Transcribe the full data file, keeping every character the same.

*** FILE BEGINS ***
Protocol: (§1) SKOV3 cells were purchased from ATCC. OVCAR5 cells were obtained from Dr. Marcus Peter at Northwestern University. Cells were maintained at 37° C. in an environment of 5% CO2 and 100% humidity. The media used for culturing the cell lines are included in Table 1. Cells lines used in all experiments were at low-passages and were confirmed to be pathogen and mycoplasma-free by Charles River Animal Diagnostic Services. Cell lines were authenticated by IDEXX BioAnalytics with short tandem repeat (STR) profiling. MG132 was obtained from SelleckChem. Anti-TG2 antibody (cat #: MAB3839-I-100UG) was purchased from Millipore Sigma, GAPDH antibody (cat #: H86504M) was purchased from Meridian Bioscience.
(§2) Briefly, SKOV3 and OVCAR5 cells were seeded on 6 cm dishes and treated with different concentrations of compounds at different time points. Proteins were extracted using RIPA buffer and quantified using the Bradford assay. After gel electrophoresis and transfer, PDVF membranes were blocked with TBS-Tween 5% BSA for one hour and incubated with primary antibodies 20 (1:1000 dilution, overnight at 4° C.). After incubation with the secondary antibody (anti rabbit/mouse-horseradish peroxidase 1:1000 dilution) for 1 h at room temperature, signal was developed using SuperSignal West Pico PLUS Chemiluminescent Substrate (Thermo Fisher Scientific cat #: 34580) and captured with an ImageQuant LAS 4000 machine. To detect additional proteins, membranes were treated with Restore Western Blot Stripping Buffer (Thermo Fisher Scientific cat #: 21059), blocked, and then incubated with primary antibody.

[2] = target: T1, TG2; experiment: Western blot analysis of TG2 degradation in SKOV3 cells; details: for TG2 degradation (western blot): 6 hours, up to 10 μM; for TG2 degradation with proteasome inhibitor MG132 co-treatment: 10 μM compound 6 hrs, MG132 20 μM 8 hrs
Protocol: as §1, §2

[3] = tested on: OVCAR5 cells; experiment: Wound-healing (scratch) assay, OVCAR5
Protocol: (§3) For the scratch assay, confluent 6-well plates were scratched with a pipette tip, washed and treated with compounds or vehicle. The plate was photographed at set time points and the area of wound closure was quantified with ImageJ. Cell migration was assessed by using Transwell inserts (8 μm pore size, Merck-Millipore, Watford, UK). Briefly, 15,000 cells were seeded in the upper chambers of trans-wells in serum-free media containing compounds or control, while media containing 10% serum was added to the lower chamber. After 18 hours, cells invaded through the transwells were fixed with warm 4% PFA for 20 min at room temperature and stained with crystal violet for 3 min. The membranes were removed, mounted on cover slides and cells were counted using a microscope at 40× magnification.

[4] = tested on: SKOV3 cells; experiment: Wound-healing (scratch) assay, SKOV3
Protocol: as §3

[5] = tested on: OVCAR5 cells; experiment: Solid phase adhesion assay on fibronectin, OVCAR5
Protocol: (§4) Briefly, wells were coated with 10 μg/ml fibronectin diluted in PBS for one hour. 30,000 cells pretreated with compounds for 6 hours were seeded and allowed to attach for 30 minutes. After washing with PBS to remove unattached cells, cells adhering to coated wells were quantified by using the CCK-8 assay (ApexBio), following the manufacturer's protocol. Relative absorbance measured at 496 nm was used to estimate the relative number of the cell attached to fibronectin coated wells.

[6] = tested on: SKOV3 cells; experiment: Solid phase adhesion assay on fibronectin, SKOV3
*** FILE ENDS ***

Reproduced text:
Protocol: (§1) SKOV3 cells were purchased from ATCC. OVCAR5 cells were obtained from Dr. Marcus Peter at Northwestern University. Cells were maintained at 37° C. in an environment of 5% CO2 and 100% humidity. The media used for culturing the cell lines are included in Table 1. Cells lines used in all experiments were at low-passages and were confirmed to be pathogen and mycoplasma-free by Charles River Animal Diagnostic Services. Cell lines were authenticated by IDEXX BioAnalytics with short tandem repeat (STR) profiling. MG132 was obtained from SelleckChem. Anti-TG2 antibody (cat #: MAB3839-I-100UG) was purchased from Millipore Sigma, GAPDH antibody (cat #: H86504M) was purchased from Meridian Bioscience.
(§2) Briefly, SKOV3 and OVCAR5 cells were seeded on 6 cm dishes and treated with different concentrations of compounds at different time points. Proteins were extracted using RIPA buffer and quantified using the Bradford assay. After gel electrophoresis and transfer, PDVF membranes were blocked with TBS-Tween 5% BSA for one hour and incubated with primary antibodies 20 (1:1000 dilution, overnight at 4° C.). After incubation with the secondary antibody (anti rabbit/mouse-horseradish peroxidase 1:1000 dilution) for 1 h at room temperature, signal was developed using SuperSignal West Pico PLUS Chemiluminescent Substrate (Thermo Fisher Scientific cat #: 34580) and captured with an ImageQuant LAS 4000 machine. To detect additional proteins, membranes were treated with Restore Western Blot Stripping Buffer (Thermo Fisher Scientific cat #: 21059), blocked, and then incubated with primary antibody.

[2] = target: T1, TG2; experiment: Western blot analysis of TG2 degradation in SKOV3 cells; details: for TG2 degradation (western blot): 6 hours, up to 10 μM; for TG2 degradation with proteasome inhibitor MG132 co-treatment: 10 μM compound 6 hrs, MG132 20 μM 8 hrs
Protocol: as §1, §2

[3] = tested on: OVCAR5 cells; experiment: Wound-healing (scratch) assay, OVCAR5
Protocol: (§3) For the scratch assay, confluent 6-well plates were scratched with a pipette tip, washed and treated with compounds or vehicle. The plate was photographed at set time points and the area of wound closure was quantified with ImageJ. Cell migration was assessed by using Transwell inserts (8 μm pore size, Merck-Millipore, Watford, UK). Briefly, 15,000 cells were seeded in the upper chambers of trans-wells in serum-free media containing compounds or control, while media containing 10% serum was added to the lower chamber. After 18 hours, cells invaded through the transwells were fixed with warm 4% PFA for 20 min at room temperature and stained with crystal violet for 3 min. The membranes were removed, mounted on cover slides and cells were counted using a microscope at 40× magnification.

[4] = tested on: SKOV3 cells; experiment: Wound-healing (scratch) assay, SKOV3
Protocol: as §3

[5] = tested on: OVCAR5 cells; experiment: Solid phase adhesion assay on fibronectin, OVCAR5
Protocol: (§4) Briefly, wells were coated with 10 μg/ml fibronectin diluted in PBS for one hour. 30,000 cells pretreated with compounds for 6 hours were seeded and allowed to attach for 30 minutes. After washing with PBS to remove unattached cells, cells adhering to coated wells were quantified by using the CCK-8 assay (ApexBio), following the manufacturer's protocol. Relative absorbance measured at 496 nm was used to estimate the relative number of the cell attached to fibronectin coated wells.

[6] = tested on: SKOV3 cells; experiment: Solid phase adhesion assay on fibronectin, SKOV3